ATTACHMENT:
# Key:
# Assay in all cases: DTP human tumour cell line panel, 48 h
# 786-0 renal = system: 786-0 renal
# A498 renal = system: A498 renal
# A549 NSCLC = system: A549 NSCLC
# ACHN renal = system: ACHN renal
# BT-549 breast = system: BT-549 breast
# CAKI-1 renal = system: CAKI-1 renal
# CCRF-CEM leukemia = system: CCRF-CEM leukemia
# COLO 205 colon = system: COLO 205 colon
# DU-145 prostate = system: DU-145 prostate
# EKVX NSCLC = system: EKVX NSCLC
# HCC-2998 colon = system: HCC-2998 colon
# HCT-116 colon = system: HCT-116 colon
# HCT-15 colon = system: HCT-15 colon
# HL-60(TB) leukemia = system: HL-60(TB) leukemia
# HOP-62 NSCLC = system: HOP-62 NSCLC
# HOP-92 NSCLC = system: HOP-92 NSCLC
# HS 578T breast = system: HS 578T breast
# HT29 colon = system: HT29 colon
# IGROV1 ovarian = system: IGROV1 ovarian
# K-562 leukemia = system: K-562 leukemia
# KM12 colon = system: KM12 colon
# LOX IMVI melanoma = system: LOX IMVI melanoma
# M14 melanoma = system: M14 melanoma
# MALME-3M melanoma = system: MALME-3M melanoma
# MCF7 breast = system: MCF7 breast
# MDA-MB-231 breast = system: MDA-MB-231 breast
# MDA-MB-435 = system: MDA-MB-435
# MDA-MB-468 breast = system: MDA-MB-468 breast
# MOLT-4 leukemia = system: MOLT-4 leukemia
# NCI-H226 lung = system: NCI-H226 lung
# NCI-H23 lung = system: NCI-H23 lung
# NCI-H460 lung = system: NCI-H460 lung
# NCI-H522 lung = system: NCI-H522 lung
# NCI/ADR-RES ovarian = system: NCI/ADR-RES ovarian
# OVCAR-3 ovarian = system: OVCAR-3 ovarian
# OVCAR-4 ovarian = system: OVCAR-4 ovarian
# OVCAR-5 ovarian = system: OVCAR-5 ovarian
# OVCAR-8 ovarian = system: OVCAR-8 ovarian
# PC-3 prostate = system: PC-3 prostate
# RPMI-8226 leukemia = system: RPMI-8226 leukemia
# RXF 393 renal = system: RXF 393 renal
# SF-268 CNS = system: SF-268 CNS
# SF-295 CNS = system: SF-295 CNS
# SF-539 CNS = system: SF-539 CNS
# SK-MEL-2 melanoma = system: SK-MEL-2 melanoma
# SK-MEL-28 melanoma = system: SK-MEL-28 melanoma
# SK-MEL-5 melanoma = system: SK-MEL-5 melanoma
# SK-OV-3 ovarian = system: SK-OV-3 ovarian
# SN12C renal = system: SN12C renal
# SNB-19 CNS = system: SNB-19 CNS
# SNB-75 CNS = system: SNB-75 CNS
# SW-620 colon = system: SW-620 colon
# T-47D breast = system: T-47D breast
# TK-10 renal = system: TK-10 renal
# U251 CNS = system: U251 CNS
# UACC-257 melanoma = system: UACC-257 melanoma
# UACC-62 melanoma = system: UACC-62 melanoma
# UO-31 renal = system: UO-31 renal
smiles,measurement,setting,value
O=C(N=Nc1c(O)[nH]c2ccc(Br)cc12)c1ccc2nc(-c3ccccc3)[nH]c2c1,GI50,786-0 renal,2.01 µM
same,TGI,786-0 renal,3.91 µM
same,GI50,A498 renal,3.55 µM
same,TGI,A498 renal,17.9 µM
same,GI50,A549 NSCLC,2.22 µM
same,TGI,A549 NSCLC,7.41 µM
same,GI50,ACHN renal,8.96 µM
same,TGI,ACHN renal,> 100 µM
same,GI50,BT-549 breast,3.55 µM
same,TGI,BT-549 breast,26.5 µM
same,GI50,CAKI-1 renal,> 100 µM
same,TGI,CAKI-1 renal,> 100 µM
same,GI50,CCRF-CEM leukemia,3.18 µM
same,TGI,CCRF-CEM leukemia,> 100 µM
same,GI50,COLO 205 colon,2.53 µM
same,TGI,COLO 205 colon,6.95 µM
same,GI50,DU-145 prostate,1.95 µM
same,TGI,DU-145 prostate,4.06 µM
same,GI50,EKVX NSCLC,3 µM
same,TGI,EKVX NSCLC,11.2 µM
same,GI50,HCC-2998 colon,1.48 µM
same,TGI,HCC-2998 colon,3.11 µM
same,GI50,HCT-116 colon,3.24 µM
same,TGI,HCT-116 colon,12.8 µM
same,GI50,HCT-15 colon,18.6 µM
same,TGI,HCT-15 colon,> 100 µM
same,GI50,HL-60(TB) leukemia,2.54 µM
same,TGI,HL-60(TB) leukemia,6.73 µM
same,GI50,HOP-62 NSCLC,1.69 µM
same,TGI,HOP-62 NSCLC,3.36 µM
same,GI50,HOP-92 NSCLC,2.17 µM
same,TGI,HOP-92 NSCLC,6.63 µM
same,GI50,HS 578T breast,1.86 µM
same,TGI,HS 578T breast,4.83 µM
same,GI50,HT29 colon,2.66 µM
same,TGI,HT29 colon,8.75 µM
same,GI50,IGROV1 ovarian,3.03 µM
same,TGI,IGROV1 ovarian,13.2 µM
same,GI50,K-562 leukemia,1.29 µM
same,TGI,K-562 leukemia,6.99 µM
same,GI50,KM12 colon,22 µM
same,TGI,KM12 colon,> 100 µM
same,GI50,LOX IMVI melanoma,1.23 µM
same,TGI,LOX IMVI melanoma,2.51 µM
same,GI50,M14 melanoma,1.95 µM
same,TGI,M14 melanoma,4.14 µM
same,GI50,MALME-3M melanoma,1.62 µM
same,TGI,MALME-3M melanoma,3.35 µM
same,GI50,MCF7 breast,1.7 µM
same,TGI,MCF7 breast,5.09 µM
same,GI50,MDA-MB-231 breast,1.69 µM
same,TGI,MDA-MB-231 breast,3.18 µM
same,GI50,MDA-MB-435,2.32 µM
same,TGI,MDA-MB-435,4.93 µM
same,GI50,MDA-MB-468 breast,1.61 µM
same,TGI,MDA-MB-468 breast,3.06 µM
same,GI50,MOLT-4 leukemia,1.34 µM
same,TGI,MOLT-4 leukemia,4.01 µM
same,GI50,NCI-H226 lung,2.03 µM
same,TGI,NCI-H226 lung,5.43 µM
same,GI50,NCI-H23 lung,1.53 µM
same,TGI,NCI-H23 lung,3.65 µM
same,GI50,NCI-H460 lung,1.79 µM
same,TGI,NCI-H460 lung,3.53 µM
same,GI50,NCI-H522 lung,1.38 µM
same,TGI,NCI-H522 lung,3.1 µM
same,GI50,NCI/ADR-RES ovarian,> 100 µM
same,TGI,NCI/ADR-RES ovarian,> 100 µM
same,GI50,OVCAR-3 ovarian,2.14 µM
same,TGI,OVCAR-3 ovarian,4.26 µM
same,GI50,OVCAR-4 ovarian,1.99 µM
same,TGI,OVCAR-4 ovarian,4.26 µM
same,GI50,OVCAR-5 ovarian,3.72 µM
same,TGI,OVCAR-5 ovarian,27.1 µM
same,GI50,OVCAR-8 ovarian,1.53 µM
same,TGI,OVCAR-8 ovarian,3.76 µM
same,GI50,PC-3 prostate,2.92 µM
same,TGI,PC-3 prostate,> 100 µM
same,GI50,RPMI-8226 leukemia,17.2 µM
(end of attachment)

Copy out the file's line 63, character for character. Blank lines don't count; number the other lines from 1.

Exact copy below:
same,TGI,786-0 renal,3.91 µM